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Mutually Exclusive Events

Probability of two events that cannot occur at the same time P(A or B) = P(A) + P(B)

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Russian Roulette

Consider a game in which one of the six chambers of a revolver is loaded with a bullet. The cylinder of the gun is spun once, and the gun is passed between two players until it fires; whoever fires it loses. Would you prefer to go first or second?

How Probability Helps

This is a famous game known as Russian roulette (though it’s not much of a game if the gun is pointed towards the players). Many people tend to think that going second is better, since going first exposes the player to the risk of firing first. The second player has a chance of winning “without even having to try” if the first person fires. Others think that the first shot has a one-sixth chance of firing, while the second has a one-fifth chance, so they’d choose to go first. Interestingly, however, both players actually have an equal chance of firing.

Let’s say Player 1 goes first, followed by Player 2. Player 1 will lose if the bullet is in the first, third, or fifth chamber. If the bullet is in the second, fourth, or sixth chamber, then Player 2 will lose. The event that it’s in Chamber 1, the event that it’s in Chamber 2, the event that it’s in Chamber 3, etc. are all mutually exclusive events. If you do a little math, you’ll see that the probability of losing is \frac{1}{2} for both players.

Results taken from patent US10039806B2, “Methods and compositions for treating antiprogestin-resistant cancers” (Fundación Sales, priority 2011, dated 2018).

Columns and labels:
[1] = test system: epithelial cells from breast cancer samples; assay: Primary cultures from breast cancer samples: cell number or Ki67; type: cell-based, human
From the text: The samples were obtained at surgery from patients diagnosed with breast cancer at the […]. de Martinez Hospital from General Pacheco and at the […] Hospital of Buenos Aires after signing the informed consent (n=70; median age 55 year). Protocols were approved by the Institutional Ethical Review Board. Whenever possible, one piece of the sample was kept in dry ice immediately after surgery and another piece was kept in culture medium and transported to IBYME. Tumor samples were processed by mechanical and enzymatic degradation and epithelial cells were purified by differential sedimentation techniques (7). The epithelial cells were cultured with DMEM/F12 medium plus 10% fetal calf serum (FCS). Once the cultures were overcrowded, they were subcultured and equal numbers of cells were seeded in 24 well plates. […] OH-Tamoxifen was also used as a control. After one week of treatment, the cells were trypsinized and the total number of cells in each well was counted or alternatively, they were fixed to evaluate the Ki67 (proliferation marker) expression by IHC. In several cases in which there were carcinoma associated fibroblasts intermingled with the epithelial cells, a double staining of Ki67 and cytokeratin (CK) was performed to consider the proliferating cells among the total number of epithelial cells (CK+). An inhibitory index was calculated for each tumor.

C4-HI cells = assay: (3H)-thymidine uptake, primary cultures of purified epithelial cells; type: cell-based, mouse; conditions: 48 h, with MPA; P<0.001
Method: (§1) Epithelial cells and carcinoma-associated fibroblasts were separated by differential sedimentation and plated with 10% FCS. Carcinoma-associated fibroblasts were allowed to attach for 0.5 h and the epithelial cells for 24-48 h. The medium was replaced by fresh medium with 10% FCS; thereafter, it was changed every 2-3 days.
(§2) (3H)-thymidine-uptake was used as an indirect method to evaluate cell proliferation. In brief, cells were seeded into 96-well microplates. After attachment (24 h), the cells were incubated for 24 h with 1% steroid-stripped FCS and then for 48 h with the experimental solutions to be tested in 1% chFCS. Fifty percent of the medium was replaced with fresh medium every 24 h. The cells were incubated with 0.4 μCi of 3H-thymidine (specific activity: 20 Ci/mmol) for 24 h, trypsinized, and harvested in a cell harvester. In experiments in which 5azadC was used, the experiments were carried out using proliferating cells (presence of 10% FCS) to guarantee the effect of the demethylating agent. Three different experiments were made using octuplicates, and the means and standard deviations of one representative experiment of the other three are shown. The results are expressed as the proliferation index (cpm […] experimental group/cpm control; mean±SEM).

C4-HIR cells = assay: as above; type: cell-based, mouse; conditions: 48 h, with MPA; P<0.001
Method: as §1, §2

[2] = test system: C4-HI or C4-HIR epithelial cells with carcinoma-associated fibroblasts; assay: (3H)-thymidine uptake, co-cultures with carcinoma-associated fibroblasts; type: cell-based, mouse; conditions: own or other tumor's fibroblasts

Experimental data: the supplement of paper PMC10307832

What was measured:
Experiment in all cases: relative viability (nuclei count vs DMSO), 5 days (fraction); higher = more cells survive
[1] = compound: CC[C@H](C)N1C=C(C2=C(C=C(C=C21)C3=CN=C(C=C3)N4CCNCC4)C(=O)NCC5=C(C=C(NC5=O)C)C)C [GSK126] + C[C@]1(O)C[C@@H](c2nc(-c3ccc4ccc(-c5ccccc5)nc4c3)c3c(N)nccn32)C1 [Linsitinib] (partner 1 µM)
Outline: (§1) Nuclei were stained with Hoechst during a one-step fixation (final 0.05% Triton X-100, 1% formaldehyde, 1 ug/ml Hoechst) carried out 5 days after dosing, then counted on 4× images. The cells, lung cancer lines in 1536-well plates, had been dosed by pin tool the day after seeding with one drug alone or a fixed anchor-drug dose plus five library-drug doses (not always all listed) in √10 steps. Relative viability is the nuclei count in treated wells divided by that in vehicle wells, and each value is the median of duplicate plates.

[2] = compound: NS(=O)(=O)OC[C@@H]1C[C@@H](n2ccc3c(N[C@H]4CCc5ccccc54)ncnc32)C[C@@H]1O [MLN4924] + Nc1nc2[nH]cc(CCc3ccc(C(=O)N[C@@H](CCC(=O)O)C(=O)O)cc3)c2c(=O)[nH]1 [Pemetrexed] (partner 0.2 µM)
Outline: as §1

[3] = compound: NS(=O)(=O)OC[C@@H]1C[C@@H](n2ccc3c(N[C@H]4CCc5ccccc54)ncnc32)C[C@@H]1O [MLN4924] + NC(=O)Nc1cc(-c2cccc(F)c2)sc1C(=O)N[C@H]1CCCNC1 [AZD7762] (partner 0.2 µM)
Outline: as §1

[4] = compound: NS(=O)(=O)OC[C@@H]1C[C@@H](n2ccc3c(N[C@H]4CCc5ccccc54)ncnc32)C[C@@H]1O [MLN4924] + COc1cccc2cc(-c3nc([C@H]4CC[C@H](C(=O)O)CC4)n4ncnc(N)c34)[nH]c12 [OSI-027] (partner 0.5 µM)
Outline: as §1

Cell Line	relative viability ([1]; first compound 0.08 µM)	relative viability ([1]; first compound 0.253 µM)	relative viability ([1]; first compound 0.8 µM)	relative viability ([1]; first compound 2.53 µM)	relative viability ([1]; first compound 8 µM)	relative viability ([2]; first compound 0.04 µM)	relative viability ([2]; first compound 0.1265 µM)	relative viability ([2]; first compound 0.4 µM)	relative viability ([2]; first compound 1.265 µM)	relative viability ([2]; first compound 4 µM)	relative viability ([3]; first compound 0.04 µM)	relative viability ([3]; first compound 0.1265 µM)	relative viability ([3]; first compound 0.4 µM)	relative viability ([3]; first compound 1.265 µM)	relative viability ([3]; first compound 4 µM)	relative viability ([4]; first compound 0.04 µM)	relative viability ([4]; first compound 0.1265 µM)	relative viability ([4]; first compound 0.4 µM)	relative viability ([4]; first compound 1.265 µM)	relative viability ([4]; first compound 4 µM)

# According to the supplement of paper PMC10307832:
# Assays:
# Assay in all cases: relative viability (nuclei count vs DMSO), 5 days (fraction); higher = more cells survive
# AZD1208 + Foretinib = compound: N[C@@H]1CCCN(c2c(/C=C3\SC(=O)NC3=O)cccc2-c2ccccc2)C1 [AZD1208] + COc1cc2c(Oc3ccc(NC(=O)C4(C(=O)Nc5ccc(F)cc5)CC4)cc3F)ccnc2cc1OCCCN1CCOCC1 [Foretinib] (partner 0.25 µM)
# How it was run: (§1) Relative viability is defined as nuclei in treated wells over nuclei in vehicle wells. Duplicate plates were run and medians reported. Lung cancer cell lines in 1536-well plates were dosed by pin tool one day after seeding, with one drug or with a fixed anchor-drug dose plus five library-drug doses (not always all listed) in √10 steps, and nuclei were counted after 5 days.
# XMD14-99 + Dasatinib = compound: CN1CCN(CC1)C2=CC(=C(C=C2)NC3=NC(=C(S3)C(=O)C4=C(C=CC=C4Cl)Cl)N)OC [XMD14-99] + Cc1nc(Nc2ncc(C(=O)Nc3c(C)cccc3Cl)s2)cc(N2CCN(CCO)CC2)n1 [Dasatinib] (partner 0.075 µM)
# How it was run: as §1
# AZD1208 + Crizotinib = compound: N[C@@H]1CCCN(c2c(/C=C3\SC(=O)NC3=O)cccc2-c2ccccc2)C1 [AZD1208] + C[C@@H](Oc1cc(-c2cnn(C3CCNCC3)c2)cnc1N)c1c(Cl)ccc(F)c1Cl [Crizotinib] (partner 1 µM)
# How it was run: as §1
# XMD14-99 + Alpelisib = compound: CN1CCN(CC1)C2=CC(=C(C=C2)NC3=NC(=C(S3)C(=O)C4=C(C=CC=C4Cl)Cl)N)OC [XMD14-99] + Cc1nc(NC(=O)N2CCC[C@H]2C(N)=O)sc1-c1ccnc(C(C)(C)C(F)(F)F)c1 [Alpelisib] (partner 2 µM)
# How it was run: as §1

There are many variations of the game: single-player versus multiplayer, several chambers containing bullets instead of one, having players spin the cylinder before each shot, etc.

Read more here: http://mindyourdecisions.com/blog/2009/07/28/the-russian-roulette-puzzle/

Explore More

Here’s one of the variants of Russian roulette. Assume that there are three bullets in consecutive chambers and, as before, whoever fires the first shot loses. Who has the higher probability of winning: the player who goes first or the player who goes second?

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